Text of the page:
- Bob Gurr

About Bob Gurr

Bob Gurr is a true Disney legend who was hired on to design the Autopia for Disneyland. Over nearly four decades, Bob would become famous for developing the Monorails, Submarines, Flying Saucers, antique cars and double-decker buses of Main Street, Ford Motor Company's Magic Skyway (at the 1964-65 New York World's Fair), Omnimover ride system, Matterhorn and lots more. It has been said that if it moves, Bob probably played a part. Upon leaving Imagineering in 1981, Bob worked on a number of "leisure-time spectaculars" and "fantastical beasts" for parks and developments all over the world. Most notably, he created King Kong and Conan's Serpent for Universal Studios Hollywood, A UFO for the closing ceremonies of the 1984 Los Angeles Summer Olympics, and the memorable T-Rex figure featured in Steven Spielberg's motion picture "Jurassic Park." You can find Bob's column, Design: Those Were The Times, right here on MiceChat. Though don't pin Bob down to a schedule, he's busy being "retired."

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7 Comments

Comments for DESIGN: Those Were The Times – No.26 1937 School Days – Then and Now are now closed.

  1. Great article, thanks Bob!

  2. I can’t begin to tell you how much I enjoy these articles.
    Not only great work but a great legacy!

  3. I grew up in the 70′s and even then it was still a lot like the days when you went to school. I remember always walking to school alone. And we wouldn’t think of disrupting class because we’d be sent to the principal’s office for a spanking. And we had teachers who were really allowed to teach and not just prepare us for standardized tests.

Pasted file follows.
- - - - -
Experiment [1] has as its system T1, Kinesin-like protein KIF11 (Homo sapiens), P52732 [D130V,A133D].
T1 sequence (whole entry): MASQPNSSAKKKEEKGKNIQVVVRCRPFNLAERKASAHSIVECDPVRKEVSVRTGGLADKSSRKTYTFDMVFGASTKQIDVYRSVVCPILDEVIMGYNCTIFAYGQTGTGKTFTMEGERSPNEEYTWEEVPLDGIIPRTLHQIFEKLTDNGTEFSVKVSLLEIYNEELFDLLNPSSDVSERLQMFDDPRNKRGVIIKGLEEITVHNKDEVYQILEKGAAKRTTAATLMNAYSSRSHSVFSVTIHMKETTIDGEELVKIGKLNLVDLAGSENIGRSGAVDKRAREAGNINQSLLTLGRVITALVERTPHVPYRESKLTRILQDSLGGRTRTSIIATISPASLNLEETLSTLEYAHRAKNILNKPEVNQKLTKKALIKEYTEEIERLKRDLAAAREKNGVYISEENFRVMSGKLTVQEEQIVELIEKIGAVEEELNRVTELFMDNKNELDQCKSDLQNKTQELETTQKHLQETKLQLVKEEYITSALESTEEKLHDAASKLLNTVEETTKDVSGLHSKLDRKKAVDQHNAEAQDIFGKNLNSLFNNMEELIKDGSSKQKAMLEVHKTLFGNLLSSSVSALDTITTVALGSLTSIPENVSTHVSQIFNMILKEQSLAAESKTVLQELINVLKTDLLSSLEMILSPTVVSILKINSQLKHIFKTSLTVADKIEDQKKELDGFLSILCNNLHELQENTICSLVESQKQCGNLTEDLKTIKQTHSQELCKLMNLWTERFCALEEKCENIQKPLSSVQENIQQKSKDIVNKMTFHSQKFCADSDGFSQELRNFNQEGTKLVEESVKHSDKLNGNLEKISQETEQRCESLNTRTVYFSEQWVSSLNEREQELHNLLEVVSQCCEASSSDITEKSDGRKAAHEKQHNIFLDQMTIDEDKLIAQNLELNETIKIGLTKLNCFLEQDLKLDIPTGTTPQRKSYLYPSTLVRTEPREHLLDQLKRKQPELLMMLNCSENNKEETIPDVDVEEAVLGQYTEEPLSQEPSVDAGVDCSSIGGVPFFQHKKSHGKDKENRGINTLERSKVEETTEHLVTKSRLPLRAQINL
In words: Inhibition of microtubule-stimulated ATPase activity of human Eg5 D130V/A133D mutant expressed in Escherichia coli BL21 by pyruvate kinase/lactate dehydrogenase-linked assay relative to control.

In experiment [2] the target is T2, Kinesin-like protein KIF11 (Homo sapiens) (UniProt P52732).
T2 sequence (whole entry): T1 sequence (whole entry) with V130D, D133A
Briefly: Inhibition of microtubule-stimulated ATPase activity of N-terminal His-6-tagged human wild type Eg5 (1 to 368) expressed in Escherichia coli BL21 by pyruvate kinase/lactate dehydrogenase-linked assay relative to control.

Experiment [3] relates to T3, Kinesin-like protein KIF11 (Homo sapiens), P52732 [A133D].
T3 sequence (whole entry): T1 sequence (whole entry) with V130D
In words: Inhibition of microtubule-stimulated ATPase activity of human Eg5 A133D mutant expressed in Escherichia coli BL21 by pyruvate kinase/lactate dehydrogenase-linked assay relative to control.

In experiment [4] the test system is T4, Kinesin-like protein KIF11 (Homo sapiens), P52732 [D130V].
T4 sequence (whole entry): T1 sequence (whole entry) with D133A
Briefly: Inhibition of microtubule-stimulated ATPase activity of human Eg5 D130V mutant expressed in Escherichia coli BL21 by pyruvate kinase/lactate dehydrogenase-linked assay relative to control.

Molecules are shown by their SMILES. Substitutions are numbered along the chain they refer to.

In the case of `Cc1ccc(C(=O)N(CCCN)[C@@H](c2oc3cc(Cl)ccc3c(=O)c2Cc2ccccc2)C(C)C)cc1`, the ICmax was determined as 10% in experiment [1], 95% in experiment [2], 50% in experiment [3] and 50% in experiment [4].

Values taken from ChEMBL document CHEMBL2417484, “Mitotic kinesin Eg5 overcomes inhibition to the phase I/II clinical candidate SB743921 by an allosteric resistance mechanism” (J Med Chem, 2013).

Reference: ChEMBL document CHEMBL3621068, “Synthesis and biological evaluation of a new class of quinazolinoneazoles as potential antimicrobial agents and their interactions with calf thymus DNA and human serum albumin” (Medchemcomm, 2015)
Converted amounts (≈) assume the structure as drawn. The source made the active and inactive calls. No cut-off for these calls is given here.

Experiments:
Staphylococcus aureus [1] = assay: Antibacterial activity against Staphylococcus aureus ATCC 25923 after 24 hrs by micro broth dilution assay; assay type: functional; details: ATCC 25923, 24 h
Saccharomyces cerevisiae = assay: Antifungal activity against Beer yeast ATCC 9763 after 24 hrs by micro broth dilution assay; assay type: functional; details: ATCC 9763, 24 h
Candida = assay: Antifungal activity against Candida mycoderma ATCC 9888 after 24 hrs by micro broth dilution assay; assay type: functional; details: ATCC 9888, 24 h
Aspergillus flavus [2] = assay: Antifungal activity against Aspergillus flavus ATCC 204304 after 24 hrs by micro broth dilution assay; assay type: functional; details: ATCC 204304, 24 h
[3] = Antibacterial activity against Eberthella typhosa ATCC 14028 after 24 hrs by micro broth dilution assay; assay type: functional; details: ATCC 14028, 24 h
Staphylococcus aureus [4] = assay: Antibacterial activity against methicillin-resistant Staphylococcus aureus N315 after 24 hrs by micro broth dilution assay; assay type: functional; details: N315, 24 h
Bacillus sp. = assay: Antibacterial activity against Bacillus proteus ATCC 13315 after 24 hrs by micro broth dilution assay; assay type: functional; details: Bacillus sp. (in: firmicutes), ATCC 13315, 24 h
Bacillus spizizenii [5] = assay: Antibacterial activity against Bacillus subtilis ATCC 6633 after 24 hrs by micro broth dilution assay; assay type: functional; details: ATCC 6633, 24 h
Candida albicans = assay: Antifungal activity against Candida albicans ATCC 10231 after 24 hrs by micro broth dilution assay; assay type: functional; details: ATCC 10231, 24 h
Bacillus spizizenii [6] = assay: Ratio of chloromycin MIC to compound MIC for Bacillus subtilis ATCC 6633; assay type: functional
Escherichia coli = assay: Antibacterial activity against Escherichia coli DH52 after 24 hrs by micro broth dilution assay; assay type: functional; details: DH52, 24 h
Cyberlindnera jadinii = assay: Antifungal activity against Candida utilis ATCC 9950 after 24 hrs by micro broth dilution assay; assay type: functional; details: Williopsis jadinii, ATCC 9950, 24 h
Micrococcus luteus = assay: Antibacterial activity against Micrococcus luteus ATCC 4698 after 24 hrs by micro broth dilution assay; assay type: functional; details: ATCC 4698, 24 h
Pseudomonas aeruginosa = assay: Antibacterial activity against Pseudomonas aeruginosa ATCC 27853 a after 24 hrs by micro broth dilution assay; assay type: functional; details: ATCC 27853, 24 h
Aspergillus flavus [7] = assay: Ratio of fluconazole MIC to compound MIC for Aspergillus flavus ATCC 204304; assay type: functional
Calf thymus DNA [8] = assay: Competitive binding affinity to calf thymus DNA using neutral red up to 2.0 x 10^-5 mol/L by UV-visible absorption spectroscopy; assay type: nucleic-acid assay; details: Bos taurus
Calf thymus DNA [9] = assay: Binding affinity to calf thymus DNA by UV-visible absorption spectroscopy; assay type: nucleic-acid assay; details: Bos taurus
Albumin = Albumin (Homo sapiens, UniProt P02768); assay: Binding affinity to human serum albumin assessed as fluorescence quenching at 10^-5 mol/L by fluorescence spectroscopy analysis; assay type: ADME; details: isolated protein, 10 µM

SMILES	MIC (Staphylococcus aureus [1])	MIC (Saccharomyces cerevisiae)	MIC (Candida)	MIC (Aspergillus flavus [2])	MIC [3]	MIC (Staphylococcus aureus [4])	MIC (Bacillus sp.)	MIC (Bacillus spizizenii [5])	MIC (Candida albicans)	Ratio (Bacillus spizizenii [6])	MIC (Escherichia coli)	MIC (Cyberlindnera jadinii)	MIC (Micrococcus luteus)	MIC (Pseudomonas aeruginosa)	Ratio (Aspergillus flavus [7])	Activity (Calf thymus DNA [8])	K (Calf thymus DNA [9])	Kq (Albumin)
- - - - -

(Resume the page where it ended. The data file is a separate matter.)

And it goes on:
I fondly remember grade school and high school. School days were some of the best of my life. I often wonder how today’s kids will remember school with all the security and standardized testing they must endure. I suppose kids adapt. But it sure was great in the good old days.

    Thank you for the memory inducing article Bob!

  4. Wonderful article as always Bob!

  5. Great article, Bob! As it was with Dusty, we weren’t “taught to the test” (the real downfall of American public schools, that) and I walked to and from school with friends who lived close by. Some things were certainly better back then – we keep telling our kids to “go play outside!”

  6. Bob when I had my drivers ed class in High School, I had already learned to drive on my grandfathers 1952 narrow front toed McCormick farm tractor at the age of nine in Minnesota during the summers. I got pretty good at shifting it so you never felt anything. I later got to drive a steam powered Minneapolis Traction engine from about 1885 with a chain driven steering box and clutch and a top speed of 4MPH. Besides a throttle you had to throw the wood in the boiler while driving if you had no passenger in the cab with you. My Schwinn Paramount !0 speed was much faster in high school but not as exciting.

  7. I was lucky enough to attend the same school K-8 (no Junior High in our schools system back then). Though I don’t recall much but fleeting memories and impressions, I do remember having to stay after school in First Grade. A lot. Many years later I was friends with a family that lived near and knew my old First Grade teacher. When they asked her about me she recalled that I was “one of the most creative kids she ever taught.” I guess that is a nice way of saying I got in trouble. A lot.